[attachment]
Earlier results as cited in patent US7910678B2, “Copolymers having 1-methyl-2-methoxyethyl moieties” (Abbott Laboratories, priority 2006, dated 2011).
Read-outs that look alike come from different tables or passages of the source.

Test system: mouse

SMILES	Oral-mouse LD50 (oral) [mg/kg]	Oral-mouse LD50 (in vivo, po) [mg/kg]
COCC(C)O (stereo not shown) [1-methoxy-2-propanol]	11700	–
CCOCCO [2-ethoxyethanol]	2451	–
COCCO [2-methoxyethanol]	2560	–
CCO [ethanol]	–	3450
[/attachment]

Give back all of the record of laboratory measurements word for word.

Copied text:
Earlier results as cited in patent US7910678B2, “Copolymers having 1-methyl-2-methoxyethyl moieties” (Abbott Laboratories, priority 2006, dated 2011).
Read-outs that look alike come from different tables or passages of the source.

Test system: mouse

SMILES	Oral-mouse LD50 (oral) [mg/kg]	Oral-mouse LD50 (in vivo, po) [mg/kg]
COCC(C)O (stereo not shown) [1-methoxy-2-propanol]	11700	–
CCOCCO [2-ethoxyethanol]	2451	–
COCCO [2-methoxyethanol]	2560	–
CCO [ethanol]	–	3450